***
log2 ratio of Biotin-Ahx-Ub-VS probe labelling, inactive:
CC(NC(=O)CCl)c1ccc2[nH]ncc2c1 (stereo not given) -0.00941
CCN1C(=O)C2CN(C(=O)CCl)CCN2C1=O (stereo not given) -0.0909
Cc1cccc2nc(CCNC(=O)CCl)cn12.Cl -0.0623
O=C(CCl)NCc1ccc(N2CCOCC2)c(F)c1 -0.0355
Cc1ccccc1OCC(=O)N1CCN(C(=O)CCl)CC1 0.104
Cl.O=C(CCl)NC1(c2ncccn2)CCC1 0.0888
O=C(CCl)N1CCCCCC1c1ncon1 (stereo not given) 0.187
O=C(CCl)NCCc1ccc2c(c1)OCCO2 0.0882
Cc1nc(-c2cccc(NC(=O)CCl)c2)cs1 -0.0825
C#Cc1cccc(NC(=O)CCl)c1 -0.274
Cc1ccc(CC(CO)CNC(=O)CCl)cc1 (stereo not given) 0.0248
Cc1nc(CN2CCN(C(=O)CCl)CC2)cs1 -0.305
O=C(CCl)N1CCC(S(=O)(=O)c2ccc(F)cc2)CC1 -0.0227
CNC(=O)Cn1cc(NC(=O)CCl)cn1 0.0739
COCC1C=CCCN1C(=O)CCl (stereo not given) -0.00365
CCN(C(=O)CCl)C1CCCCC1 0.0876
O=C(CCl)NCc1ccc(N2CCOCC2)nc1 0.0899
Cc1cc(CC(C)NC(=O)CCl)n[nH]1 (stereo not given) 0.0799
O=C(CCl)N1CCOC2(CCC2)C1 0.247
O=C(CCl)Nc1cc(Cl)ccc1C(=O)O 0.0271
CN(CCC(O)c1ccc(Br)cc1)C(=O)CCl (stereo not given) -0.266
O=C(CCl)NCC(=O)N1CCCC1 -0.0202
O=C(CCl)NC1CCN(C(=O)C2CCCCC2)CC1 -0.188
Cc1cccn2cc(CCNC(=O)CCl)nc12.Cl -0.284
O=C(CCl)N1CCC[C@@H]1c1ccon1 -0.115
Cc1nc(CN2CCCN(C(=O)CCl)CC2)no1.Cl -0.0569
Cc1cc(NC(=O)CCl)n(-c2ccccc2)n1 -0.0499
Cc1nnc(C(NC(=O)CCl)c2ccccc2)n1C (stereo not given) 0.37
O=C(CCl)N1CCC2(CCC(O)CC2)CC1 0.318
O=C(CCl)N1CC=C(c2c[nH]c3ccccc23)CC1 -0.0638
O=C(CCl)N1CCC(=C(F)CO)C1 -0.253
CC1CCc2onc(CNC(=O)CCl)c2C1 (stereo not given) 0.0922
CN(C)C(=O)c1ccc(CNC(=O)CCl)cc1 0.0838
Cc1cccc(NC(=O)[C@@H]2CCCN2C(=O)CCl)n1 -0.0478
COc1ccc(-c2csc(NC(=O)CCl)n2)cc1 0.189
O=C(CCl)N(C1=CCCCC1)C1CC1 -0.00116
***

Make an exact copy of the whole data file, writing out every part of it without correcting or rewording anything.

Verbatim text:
log2 ratio of Biotin-Ahx-Ub-VS probe labelling, inactive:
CC(NC(=O)CCl)c1ccc2[nH]ncc2c1 (stereo not given) -0.00941
CCN1C(=O)C2CN(C(=O)CCl)CCN2C1=O (stereo not given) -0.0909
Cc1cccc2nc(CCNC(=O)CCl)cn12.Cl -0.0623
O=C(CCl)NCc1ccc(N2CCOCC2)c(F)c1 -0.0355
Cc1ccccc1OCC(=O)N1CCN(C(=O)CCl)CC1 0.104
Cl.O=C(CCl)NC1(c2ncccn2)CCC1 0.0888
O=C(CCl)N1CCCCCC1c1ncon1 (stereo not given) 0.187
O=C(CCl)NCCc1ccc2c(c1)OCCO2 0.0882
Cc1nc(-c2cccc(NC(=O)CCl)c2)cs1 -0.0825
C#Cc1cccc(NC(=O)CCl)c1 -0.274
Cc1ccc(CC(CO)CNC(=O)CCl)cc1 (stereo not given) 0.0248
Cc1nc(CN2CCN(C(=O)CCl)CC2)cs1 -0.305
O=C(CCl)N1CCC(S(=O)(=O)c2ccc(F)cc2)CC1 -0.0227
CNC(=O)Cn1cc(NC(=O)CCl)cn1 0.0739
COCC1C=CCCN1C(=O)CCl (stereo not given) -0.00365
CCN(C(=O)CCl)C1CCCCC1 0.0876
O=C(CCl)NCc1ccc(N2CCOCC2)nc1 0.0899
Cc1cc(CC(C)NC(=O)CCl)n[nH]1 (stereo not given) 0.0799
O=C(CCl)N1CCOC2(CCC2)C1 0.247
O=C(CCl)Nc1cc(Cl)ccc1C(=O)O 0.0271
CN(CCC(O)c1ccc(Br)cc1)C(=O)CCl (stereo not given) -0.266
O=C(CCl)NCC(=O)N1CCCC1 -0.0202
O=C(CCl)NC1CCN(C(=O)C2CCCCC2)CC1 -0.188
Cc1cccn2cc(CCNC(=O)CCl)nc12.Cl -0.284
O=C(CCl)N1CCC[C@@H]1c1ccon1 -0.115
Cc1nc(CN2CCCN(C(=O)CCl)CC2)no1.Cl -0.0569
Cc1cc(NC(=O)CCl)n(-c2ccccc2)n1 -0.0499
Cc1nnc(C(NC(=O)CCl)c2ccccc2)n1C (stereo not given) 0.37
O=C(CCl)N1CCC2(CCC(O)CC2)CC1 0.318
O=C(CCl)N1CC=C(c2c[nH]c3ccccc23)CC1 -0.0638
O=C(CCl)N1CCC(=C(F)CO)C1 -0.253
CC1CCc2onc(CNC(=O)CCl)c2C1 (stereo not given) 0.0922
CN(C)C(=O)c1ccc(CNC(=O)CCl)cc1 0.0838
Cc1cccc(NC(=O)[C@@H]2CCCN2C(=O)CCl)n1 -0.0478
COc1ccc(-c2csc(NC(=O)CCl)n2)cc1 0.189
O=C(CCl)N(C1=CCCCC1)C1CC1 -0.00116